V : Your recent show at Archive Space, Positive Returns, reflected on long- distance collaboration and put on display various motivational care packages that you had sent each other. What kinds of challenges did you face whilst trying to communicate long-distance and what were the most successful kinds of affirmation?

K: The biggest challenge, I found, was time difference.

B: And postage!

K: Like not addressing things properly and getting it sent back to me!

B: Germany has a really rigid postage system. When Kieran’s package arrived [from Australia], it was sent to the customs office because they suspected it was something very valuable that I was trying to sneak in without paying tax. So then I had to go to the customs office and they were going to charge me €20 to open it. And then they opened it and laughed and said, “this isn’t worth anything! You can have it for free.”

L: When I sent something from Spain, the guy at the post office stole it. He was looking at the package for ages and asked “what’s inside this; is there a phone in here?” and he looked at it for a while, then he looked at me, and then he put it on the desk next to him… and it never made it to Beth.

V: And what were the most successful kinds of affirmation?

B: I think that the best part of it, for me, was thinking about Kieran and Lachlan and having this ongoing idea of care and care-giving in a thoughtful gift, which made me feel a lot closer to them despite the time difference and the 18 months that we were physically separated.

K: The project spanned 6-7 months, from the beginning to exhibition. So it was nice to have that connection that was ongoing. I remember just getting emotional a lot when I received the packages from Lachlan and Beth.

L: It’s an interesting process thinking “what would make this person feel good at this point in time?” and trying to produce an artwork around that. It’s mutually rewarding.

B: Especially because we put the limitation on ourselves that the object had to be posted, so it had to be a physical object. And because none of us had a lot of money, it had to be something that would be quite cheap and light and would not be stolen by someone because of its material value.

V: Your projects have recently incorporated aspects of the service-industry, such as At Your Service (2015) and the upcoming Holiday Feelings (1-2 August, 2015). What strikes you about the role of the artist as service- provider?

B: The whole service theme came out of our focus on audience interaction and how this relationship changes over time when you are repeating a performance action over and over during festival presentation.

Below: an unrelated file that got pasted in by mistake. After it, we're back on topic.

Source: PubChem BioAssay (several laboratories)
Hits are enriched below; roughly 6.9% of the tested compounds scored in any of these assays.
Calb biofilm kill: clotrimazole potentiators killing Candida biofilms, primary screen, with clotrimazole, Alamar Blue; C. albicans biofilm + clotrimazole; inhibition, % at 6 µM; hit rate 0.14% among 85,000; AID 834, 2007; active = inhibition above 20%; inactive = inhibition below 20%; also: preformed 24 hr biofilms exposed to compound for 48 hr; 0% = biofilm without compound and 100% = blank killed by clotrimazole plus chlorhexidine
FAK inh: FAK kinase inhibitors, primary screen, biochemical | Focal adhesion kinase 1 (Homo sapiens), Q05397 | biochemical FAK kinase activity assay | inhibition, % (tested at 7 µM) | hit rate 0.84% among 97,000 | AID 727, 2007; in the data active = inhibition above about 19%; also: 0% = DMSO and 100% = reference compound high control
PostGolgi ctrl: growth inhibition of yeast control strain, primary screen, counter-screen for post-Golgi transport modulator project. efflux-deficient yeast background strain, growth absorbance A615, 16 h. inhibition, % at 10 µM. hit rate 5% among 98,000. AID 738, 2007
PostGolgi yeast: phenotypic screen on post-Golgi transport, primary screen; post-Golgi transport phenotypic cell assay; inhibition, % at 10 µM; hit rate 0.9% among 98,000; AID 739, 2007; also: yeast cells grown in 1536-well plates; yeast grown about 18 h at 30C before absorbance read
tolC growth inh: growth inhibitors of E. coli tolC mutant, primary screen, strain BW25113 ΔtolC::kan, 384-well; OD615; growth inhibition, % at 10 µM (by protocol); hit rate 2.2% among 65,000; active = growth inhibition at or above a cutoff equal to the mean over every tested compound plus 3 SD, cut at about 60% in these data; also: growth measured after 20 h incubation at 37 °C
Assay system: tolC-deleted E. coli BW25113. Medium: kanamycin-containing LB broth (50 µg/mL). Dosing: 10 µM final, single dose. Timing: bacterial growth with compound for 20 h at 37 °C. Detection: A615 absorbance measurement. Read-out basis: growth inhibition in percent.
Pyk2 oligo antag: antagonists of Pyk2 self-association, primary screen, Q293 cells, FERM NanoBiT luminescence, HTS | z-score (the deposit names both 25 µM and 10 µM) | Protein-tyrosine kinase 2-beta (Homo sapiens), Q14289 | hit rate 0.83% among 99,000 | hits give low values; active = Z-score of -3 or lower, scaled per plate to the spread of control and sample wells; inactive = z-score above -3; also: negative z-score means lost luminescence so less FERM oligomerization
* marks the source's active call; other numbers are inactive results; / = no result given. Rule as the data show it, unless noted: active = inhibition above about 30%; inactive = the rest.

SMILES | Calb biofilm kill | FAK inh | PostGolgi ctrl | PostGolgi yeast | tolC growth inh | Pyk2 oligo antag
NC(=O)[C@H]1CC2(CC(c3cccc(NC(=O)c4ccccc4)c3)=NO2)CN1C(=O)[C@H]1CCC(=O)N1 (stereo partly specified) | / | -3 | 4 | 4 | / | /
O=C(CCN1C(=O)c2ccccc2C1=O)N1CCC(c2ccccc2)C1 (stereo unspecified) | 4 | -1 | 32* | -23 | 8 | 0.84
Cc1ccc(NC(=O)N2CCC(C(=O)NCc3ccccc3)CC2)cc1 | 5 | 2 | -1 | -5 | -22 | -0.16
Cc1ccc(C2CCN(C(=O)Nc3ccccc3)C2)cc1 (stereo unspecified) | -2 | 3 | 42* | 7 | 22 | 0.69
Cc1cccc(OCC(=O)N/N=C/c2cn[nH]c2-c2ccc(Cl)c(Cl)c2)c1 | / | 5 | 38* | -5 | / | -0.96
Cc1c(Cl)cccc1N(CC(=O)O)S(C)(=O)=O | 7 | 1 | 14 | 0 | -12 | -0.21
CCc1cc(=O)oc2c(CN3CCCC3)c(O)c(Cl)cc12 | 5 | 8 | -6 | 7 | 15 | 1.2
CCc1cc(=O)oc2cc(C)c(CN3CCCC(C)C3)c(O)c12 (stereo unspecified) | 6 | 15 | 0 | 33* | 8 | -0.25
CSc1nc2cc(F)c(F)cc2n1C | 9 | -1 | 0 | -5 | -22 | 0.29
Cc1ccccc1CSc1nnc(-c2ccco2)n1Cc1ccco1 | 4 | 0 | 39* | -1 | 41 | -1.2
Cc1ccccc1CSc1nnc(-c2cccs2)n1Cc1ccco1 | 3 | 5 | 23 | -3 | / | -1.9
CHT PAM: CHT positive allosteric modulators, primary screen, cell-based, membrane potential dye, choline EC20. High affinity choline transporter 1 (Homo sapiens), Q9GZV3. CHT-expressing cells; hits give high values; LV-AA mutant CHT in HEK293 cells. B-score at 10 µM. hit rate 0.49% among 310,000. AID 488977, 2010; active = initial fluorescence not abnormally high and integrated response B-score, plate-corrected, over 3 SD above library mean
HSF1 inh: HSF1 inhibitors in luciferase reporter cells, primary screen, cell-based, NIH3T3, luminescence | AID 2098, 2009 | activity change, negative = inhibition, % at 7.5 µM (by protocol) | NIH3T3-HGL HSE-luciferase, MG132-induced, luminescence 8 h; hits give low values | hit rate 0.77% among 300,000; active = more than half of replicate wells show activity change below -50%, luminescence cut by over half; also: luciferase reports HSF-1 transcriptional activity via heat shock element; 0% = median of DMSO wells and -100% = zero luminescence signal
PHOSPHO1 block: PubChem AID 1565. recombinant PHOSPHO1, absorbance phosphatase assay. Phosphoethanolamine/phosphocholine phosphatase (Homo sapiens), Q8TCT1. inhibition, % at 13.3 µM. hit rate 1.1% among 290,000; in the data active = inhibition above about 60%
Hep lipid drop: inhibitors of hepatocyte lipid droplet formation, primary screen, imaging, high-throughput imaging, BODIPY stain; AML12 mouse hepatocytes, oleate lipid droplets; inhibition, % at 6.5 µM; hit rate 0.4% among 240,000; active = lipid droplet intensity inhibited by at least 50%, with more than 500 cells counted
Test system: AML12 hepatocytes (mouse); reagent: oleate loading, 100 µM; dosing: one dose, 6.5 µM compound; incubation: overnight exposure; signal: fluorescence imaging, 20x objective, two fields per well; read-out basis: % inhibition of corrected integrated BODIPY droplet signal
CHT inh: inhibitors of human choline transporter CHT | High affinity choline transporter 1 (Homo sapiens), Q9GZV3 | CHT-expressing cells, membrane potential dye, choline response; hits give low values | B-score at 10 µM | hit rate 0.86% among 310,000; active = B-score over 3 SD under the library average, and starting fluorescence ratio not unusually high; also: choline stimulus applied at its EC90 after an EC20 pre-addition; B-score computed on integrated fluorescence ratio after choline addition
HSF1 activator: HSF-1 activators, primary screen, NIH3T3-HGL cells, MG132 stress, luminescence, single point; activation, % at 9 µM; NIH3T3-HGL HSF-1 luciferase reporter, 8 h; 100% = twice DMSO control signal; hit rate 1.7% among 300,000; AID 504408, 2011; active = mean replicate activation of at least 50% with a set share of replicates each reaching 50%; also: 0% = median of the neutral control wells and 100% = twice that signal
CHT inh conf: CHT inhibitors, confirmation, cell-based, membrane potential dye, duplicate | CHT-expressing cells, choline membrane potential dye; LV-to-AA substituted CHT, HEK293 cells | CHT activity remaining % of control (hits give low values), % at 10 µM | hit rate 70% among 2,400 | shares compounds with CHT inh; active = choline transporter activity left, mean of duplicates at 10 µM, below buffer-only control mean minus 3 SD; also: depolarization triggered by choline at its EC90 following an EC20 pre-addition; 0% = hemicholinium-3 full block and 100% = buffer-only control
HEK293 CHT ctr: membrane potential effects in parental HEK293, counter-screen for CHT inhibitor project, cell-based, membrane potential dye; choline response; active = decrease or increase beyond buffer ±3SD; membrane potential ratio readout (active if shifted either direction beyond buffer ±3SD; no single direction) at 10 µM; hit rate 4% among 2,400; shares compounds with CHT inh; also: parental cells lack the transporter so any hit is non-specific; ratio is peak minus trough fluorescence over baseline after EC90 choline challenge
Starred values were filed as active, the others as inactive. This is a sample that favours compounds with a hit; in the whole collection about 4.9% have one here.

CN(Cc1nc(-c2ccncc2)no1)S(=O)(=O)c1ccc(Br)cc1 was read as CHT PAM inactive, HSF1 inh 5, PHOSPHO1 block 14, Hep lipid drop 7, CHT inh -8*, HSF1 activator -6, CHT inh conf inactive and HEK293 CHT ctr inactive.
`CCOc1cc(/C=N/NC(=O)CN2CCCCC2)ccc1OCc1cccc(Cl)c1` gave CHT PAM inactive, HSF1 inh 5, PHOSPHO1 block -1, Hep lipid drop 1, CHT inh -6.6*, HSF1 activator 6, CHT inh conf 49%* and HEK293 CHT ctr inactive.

L: You’d be surprised at how it varies between each one.

V: In the lead-up to the Underbelly Arts Festival, you are recently undertaking a residency at Brand X Studios. Can you describe what you’ve been up to in the studio?

K: We’re trying to make as much of the physical objects that will be part of the work that will be installed on the island. Lachlan’s been constructing a lot of room-dividers.

L: A lot of wood-work.

K: Also a lot of costume-making, which Beth and I have been doing.

B: We’ve got our team uniforms and also the volunteer uniforms as well. Kieran’s been doing fittings so that we get the right look.

V: What will the costumes look like?

B: They’re a mix of leisure and active-wear, but also sort of receptionist/airline steward outfits.

K: It’s meant to have a slight neo-classical vibe.

B: Think… “sporty-Caesar.”

[Beth shows a sash from a costume]

B: The performance is also exploring hierarchies of service as well. We’re interested in this relationship between service provider and client as a parallel to the artist/audience dynamic. We’ve been looking at leisure satisfaction theories and certain behaviours such as reclining, observation, refreshment. We want people to feel welcome and free to interact with the space but also that we are facilitating this experience as hosts.

V: So it’s meant to be quite relaxing but also self-aware.

K+B+L: Yeah.

Image 3
Eyes on the Smize (photo credit: Beth Dillon)

V: Can you describe your upcoming work Holiday Feeling, especially the concepts of ‘the Oasis’ and the guided tours?

L: ‘The Oasis’ is a space where people experience a leisurely time.

K: Like a holiday away from the festival within the festival.

L: An area of respite. But then the tour is taking people into the festival, offering an elevated VIP treatment. So they can still have a leisurely experience whilst being taken through the festival in style.

K: It allows them to see the festival from a different perspective.

B: Like a hosted experience. “We will take you to see the wonders of Underbelly and you will get to feel very special and important.”

V: Will people have to sign-up to those tours?

L: We have this golden-ticket system, which will be randomly selected by the people at the gates.

B: We have another tour as well. It’s called ‘The Remote Experience’ which will be a slideshow presentation of the festival which people can enjoy without having to physically interact with the festival.

V: You’re really giving people exactly what they want, which is to feel cultured without having to put in the effort. So you’re giving them what they want but making them feel self-reflective about it.

Text and photos by Vanessa Low.


110% | Kieran Bryant | Beth Dillon | Lachlan Herd

Underbelly Arts Festival
1-2 August 2015
Cockatoo Island
Buy tickets here